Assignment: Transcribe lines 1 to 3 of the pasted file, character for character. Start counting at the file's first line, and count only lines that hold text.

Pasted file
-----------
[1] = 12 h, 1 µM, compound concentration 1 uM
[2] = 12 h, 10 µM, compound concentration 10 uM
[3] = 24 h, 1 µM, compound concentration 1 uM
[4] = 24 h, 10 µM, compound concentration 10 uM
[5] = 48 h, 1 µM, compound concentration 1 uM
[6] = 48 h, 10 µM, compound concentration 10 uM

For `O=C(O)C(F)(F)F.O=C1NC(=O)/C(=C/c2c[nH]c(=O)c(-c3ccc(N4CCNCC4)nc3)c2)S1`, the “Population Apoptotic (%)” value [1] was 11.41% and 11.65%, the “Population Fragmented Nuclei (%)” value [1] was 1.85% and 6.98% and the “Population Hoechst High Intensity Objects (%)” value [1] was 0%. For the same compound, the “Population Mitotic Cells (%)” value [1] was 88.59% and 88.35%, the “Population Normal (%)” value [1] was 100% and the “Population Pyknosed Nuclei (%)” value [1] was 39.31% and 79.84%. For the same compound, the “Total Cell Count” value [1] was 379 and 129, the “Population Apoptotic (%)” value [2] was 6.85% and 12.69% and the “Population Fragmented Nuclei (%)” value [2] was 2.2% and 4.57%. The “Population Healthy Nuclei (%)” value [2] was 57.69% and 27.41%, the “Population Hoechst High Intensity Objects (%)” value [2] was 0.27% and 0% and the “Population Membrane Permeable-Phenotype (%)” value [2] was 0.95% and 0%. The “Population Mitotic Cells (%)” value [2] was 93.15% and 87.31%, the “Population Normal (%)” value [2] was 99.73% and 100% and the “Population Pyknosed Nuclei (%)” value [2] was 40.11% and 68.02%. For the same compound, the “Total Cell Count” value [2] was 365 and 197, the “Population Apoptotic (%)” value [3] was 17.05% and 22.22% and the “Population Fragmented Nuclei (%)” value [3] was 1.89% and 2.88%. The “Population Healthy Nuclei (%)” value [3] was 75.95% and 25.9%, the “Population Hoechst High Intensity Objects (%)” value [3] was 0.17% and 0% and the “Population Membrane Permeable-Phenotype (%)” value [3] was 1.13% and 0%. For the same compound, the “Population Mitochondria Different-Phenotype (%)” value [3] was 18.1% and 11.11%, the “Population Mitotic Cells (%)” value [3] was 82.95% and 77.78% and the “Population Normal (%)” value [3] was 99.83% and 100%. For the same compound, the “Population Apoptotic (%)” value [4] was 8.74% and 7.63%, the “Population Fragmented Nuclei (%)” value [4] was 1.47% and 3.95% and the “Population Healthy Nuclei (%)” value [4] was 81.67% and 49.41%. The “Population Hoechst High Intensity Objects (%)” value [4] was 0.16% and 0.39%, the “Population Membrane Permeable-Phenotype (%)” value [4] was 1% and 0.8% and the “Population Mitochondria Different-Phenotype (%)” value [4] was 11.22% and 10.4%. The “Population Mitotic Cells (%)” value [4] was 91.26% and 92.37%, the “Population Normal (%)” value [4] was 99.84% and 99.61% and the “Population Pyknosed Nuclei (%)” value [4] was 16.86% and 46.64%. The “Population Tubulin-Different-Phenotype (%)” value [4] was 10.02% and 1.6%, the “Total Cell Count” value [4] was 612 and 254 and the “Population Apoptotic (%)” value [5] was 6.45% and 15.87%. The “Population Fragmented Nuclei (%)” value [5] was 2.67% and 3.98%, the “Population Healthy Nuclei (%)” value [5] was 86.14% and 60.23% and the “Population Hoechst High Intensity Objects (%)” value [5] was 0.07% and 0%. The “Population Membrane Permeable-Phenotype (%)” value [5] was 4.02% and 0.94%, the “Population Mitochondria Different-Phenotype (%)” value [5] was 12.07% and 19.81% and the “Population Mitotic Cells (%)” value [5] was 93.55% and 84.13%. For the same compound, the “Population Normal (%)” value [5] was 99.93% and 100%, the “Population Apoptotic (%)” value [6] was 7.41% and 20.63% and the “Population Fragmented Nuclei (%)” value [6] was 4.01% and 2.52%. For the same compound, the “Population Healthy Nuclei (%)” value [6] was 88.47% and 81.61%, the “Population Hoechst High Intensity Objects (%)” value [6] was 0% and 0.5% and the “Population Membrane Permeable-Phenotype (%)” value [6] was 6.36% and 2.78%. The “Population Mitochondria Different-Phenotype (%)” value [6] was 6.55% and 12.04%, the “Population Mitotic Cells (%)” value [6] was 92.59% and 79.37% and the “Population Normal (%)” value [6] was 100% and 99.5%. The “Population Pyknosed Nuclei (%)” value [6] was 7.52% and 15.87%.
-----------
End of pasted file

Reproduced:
[1] = 12 h, 1 µM, compound concentration 1 uM
[2] = 12 h, 10 µM, compound concentration 10 uM
[3] = 24 h, 1 µM, compound concentration 1 uM